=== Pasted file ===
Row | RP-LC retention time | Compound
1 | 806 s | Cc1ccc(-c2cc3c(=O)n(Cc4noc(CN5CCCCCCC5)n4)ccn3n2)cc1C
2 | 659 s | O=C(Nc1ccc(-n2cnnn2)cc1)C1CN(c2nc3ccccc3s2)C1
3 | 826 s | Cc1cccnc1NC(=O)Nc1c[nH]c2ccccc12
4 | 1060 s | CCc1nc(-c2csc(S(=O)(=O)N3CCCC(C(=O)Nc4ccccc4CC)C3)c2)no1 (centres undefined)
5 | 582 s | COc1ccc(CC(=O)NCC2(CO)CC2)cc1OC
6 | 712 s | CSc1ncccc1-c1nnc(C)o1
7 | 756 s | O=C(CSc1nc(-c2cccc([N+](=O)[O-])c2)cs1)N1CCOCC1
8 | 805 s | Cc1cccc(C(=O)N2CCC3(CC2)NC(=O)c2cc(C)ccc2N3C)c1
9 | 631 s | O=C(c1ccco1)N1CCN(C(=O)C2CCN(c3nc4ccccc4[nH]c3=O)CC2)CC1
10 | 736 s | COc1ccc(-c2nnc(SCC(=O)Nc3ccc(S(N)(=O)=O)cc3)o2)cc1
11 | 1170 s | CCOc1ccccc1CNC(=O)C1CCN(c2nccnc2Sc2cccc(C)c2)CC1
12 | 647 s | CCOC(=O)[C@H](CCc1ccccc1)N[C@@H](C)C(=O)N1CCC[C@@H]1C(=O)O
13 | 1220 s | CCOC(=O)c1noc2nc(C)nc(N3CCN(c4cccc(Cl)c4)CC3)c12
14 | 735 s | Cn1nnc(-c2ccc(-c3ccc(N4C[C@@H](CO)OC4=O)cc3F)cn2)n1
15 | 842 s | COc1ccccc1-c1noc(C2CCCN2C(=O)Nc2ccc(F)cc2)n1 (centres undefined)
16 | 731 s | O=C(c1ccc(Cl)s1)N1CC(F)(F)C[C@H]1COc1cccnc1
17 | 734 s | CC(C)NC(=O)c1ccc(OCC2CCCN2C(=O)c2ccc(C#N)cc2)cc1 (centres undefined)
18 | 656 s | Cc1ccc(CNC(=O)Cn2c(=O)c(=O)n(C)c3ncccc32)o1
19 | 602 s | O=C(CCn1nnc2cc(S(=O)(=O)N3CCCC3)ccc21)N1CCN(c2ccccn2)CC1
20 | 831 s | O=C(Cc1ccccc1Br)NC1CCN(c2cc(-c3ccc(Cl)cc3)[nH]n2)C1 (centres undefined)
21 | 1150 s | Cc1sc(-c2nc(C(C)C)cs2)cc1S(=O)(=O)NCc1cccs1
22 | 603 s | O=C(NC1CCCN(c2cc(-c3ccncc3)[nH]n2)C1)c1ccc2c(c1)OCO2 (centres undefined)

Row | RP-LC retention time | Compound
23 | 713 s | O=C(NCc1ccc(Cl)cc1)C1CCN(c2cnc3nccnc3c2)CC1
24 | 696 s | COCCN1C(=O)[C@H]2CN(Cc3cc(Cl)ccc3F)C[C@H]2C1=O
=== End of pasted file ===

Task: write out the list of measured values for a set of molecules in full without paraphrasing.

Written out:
Row | RP-LC retention time | Compound
1 | 806 s | Cc1ccc(-c2cc3c(=O)n(Cc4noc(CN5CCCCCCC5)n4)ccn3n2)cc1C
2 | 659 s | O=C(Nc1ccc(-n2cnnn2)cc1)C1CN(c2nc3ccccc3s2)C1
3 | 826 s | Cc1cccnc1NC(=O)Nc1c[nH]c2ccccc12
4 | 1060 s | CCc1nc(-c2csc(S(=O)(=O)N3CCCC(C(=O)Nc4ccccc4CC)C3)c2)no1 (centres undefined)
5 | 582 s | COc1ccc(CC(=O)NCC2(CO)CC2)cc1OC
6 | 712 s | CSc1ncccc1-c1nnc(C)o1
7 | 756 s | O=C(CSc1nc(-c2cccc([N+](=O)[O-])c2)cs1)N1CCOCC1
8 | 805 s | Cc1cccc(C(=O)N2CCC3(CC2)NC(=O)c2cc(C)ccc2N3C)c1
9 | 631 s | O=C(c1ccco1)N1CCN(C(=O)C2CCN(c3nc4ccccc4[nH]c3=O)CC2)CC1
10 | 736 s | COc1ccc(-c2nnc(SCC(=O)Nc3ccc(S(N)(=O)=O)cc3)o2)cc1
11 | 1170 s | CCOc1ccccc1CNC(=O)C1CCN(c2nccnc2Sc2cccc(C)c2)CC1
12 | 647 s | CCOC(=O)[C@H](CCc1ccccc1)N[C@@H](C)C(=O)N1CCC[C@@H]1C(=O)O
13 | 1220 s | CCOC(=O)c1noc2nc(C)nc(N3CCN(c4cccc(Cl)c4)CC3)c12
14 | 735 s | Cn1nnc(-c2ccc(-c3ccc(N4C[C@@H](CO)OC4=O)cc3F)cn2)n1
15 | 842 s | COc1ccccc1-c1noc(C2CCCN2C(=O)Nc2ccc(F)cc2)n1 (centres undefined)
16 | 731 s | O=C(c1ccc(Cl)s1)N1CC(F)(F)C[C@H]1COc1cccnc1
17 | 734 s | CC(C)NC(=O)c1ccc(OCC2CCCN2C(=O)c2ccc(C#N)cc2)cc1 (centres undefined)
18 | 656 s | Cc1ccc(CNC(=O)Cn2c(=O)c(=O)n(C)c3ncccc32)o1
19 | 602 s | O=C(CCn1nnc2cc(S(=O)(=O)N3CCCC3)ccc21)N1CCN(c2ccccn2)CC1
20 | 831 s | O=C(Cc1ccccc1Br)NC1CCN(c2cc(-c3ccc(Cl)cc3)[nH]n2)C1 (centres undefined)
21 | 1150 s | Cc1sc(-c2nc(C(C)C)cs2)cc1S(=O)(=O)NCc1cccs1
22 | 603 s | O=C(NC1CCCN(c2cc(-c3ccncc3)[nH]n2)C1)c1ccc2c(c1)OCO2 (centres undefined)

Row | RP-LC retention time | Compound
23 | 713 s | O=C(NCc1ccc(Cl)cc1)C1CCN(c2cnc3nccnc3c2)CC1
24 | 696 s | COCCN1C(=O)[C@H]2CN(Cc3cc(Cl)ccc3F)C[C@H]2C1=O